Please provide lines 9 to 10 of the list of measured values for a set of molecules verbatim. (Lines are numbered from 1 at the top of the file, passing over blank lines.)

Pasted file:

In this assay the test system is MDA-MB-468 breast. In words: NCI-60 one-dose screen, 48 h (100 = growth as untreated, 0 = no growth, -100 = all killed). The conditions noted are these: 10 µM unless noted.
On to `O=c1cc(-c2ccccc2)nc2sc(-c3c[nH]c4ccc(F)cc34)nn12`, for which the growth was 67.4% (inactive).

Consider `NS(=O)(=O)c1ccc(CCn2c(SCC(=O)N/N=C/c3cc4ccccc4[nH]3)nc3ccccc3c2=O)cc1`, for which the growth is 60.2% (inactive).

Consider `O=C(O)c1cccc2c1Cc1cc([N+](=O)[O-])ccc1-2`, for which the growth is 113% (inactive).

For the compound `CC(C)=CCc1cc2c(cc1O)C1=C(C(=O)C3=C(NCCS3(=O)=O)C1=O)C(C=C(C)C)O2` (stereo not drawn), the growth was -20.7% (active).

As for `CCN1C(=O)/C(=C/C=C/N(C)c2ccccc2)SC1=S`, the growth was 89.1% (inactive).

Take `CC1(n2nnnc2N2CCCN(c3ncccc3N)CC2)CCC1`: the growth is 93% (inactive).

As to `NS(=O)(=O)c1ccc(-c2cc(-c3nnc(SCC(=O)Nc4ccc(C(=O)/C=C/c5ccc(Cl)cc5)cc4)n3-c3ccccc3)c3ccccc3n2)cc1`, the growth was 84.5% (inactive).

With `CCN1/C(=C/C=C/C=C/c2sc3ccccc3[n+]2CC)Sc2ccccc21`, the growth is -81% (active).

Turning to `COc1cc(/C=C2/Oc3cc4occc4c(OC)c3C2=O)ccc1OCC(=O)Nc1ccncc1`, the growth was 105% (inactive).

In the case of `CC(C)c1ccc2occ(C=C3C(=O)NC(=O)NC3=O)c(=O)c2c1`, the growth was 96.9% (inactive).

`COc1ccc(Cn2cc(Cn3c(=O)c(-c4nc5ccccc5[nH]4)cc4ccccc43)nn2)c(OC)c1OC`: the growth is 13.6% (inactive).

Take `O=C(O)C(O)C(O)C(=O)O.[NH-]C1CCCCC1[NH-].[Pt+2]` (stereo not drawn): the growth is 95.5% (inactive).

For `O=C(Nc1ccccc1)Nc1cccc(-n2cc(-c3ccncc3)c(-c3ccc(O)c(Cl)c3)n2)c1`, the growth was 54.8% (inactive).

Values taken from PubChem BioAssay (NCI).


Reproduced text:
With `CCN1/C(=C/C=C/C=C/c2sc3ccccc3[n+]2CC)Sc2ccccc21`, the growth is -81% (active).

Turning to `COc1cc(/C=C2/Oc3cc4occc4c(OC)c3C2=O)ccc1OCC(=O)Nc1ccncc1`, the growth was 105% (inactive).